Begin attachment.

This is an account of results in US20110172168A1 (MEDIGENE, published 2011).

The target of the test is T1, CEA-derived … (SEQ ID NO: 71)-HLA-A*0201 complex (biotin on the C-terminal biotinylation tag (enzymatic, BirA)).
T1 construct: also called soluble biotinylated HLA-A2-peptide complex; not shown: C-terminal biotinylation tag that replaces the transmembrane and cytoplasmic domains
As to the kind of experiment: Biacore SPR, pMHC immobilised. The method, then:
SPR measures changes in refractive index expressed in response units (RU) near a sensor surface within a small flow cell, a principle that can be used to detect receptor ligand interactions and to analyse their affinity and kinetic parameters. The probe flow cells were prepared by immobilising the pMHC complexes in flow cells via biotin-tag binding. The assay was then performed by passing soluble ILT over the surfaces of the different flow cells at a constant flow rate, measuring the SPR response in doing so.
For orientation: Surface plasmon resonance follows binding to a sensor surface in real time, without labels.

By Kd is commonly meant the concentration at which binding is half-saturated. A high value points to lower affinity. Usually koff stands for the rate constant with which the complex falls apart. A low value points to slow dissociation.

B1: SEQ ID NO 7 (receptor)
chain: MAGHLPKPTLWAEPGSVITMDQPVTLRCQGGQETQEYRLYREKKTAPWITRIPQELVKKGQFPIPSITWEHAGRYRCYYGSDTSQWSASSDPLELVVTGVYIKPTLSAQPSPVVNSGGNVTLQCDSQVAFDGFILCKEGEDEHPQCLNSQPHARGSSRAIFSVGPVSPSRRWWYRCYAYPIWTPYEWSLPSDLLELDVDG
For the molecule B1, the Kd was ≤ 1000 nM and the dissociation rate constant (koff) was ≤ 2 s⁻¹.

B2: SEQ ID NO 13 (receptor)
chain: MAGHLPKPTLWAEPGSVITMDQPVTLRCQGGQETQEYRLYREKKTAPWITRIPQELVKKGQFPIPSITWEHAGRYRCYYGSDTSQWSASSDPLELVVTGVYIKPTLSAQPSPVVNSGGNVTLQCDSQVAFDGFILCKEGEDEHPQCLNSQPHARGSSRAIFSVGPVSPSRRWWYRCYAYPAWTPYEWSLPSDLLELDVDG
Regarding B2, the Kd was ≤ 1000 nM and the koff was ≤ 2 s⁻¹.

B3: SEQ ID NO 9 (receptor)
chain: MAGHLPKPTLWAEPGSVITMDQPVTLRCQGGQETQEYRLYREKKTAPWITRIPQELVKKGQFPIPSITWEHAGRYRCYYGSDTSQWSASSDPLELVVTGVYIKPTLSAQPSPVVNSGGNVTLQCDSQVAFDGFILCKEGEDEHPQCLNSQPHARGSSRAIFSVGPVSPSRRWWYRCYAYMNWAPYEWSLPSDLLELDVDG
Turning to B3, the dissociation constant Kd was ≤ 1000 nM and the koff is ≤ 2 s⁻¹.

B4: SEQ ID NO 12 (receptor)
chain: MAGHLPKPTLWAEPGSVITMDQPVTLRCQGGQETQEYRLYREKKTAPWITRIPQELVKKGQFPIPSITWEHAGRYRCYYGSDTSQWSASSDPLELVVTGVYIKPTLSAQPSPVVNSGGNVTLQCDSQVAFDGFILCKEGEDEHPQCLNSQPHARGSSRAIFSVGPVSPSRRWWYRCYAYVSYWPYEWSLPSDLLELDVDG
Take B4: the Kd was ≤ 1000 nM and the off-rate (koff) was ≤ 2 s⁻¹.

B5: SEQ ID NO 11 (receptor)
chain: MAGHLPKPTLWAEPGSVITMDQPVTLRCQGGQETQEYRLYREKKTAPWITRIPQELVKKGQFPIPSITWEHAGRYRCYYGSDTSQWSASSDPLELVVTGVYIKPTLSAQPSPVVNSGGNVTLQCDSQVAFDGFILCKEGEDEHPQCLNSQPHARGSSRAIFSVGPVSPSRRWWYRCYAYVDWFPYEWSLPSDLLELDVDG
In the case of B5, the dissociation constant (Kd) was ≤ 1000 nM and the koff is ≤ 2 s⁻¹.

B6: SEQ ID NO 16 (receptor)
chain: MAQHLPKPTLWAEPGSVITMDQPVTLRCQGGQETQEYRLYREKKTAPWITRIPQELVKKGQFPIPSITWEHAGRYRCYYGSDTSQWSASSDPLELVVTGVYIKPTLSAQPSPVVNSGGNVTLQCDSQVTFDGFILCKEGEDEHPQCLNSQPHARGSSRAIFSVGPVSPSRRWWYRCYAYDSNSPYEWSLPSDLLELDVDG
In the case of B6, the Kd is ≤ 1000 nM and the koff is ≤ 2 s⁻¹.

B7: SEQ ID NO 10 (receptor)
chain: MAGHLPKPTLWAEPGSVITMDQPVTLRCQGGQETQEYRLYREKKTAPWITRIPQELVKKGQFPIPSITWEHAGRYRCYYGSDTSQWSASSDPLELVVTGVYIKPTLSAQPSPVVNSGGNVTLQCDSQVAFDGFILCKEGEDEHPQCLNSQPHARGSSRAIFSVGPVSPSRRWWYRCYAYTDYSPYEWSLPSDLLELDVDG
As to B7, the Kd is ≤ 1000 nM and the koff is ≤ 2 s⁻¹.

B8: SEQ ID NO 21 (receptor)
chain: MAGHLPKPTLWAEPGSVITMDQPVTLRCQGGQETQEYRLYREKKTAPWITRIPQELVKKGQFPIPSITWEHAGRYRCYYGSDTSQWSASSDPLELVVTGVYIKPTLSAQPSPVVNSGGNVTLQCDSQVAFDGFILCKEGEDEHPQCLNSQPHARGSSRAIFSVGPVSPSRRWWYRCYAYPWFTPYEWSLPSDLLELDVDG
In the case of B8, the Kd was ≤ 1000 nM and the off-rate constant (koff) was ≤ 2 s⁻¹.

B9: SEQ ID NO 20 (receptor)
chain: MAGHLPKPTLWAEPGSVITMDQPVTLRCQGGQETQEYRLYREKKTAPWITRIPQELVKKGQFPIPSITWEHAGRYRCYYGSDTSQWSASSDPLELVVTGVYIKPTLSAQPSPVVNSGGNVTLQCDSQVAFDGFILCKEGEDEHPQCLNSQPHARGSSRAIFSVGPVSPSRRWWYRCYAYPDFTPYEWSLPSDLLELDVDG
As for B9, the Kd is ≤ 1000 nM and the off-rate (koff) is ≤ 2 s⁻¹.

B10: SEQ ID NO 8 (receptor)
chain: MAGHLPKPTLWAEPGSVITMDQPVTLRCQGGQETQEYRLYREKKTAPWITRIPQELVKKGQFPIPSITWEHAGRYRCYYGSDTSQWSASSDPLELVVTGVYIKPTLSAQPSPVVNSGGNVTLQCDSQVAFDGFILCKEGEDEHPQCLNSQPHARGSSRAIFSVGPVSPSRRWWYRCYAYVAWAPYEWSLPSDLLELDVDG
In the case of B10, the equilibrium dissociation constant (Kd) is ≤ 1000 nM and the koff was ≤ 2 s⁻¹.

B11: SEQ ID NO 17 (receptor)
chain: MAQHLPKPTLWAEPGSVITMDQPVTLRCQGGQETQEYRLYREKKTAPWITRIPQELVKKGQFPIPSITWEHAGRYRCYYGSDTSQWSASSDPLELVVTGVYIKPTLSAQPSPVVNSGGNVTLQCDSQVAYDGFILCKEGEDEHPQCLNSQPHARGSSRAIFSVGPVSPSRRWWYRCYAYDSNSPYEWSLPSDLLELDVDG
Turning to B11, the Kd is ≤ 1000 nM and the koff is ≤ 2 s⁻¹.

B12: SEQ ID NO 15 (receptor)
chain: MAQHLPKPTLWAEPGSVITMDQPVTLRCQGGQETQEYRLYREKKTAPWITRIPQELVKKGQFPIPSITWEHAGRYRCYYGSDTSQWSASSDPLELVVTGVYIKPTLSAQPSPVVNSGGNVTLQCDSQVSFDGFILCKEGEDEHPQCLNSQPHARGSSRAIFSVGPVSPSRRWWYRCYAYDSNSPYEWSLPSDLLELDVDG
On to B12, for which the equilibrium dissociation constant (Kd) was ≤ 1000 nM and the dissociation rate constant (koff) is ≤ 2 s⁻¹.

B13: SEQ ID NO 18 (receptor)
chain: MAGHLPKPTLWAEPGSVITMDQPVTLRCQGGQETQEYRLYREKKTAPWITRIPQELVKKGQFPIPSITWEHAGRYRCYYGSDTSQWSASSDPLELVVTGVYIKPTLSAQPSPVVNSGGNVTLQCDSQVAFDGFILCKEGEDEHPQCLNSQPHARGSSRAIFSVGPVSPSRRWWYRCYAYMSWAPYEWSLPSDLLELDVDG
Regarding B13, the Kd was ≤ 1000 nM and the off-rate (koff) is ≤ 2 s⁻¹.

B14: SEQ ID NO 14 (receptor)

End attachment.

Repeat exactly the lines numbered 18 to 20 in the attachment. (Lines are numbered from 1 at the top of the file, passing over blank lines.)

chain: MAGHLPKPTLWAEPGSVITMDQPVTLRCQGGQETQEYRLYREKKTAPWITRIPQELVKKGQFPIPSITWEHAGRYRCYYGSDTSQWSASSDPLELVVTGVYIKPTLSAQPSPVVNSGGNVTLQCDSQVAFDGFILCKEGEDEHPQCLNSQPHARGSSRAIFSVGPVSPSRRWWYRCYAYVSYWPYEWSLPSDLLELDVDG
Take B4: the Kd was ≤ 1000 nM and the off-rate (koff) was ≤ 2 s⁻¹.

B5: SEQ ID NO 11 (receptor)